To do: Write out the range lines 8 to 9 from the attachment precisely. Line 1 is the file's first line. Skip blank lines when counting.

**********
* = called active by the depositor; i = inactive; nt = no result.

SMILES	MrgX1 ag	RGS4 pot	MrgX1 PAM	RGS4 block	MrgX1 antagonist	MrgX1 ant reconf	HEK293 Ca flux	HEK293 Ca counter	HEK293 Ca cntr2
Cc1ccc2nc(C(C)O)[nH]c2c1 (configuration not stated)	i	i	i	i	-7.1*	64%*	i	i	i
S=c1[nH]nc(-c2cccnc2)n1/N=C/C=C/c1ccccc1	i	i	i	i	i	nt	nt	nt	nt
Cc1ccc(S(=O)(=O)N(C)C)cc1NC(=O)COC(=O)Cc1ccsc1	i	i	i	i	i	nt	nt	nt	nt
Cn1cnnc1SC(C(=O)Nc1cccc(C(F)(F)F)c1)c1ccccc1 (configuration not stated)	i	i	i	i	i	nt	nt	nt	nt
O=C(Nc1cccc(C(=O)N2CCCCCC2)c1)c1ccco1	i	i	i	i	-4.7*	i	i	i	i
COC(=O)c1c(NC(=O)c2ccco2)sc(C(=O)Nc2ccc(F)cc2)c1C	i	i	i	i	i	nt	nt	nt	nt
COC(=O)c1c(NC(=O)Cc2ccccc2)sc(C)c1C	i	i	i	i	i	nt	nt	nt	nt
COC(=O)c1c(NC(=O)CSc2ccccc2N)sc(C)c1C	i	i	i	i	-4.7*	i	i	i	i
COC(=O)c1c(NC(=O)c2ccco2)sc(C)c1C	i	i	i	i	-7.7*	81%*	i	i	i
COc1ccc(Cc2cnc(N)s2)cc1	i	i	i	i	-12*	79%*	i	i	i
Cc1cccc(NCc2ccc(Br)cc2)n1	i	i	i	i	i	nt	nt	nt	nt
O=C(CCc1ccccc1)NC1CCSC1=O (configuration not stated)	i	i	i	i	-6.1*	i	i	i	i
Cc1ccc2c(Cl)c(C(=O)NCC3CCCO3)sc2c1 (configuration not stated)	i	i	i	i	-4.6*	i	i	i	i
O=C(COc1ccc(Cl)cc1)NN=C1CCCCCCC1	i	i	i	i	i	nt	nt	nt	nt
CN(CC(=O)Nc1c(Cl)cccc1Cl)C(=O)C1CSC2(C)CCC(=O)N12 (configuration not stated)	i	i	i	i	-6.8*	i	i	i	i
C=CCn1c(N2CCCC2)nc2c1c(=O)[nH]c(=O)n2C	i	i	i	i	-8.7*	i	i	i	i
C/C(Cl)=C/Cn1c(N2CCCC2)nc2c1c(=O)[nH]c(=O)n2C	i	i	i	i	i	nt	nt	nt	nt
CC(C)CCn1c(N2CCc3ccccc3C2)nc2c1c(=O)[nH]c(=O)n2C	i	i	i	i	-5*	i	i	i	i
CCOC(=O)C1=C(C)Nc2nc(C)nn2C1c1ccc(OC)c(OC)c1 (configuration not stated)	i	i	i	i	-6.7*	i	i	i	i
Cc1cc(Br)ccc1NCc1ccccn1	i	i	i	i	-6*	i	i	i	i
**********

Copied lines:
COC(=O)c1c(NC(=O)c2ccco2)sc(C(=O)Nc2ccc(F)cc2)c1C	i	i	i	i	i	nt	nt	nt	nt
COC(=O)c1c(NC(=O)Cc2ccccc2)sc(C)c1C	i	i	i	i	i	nt	nt	nt	nt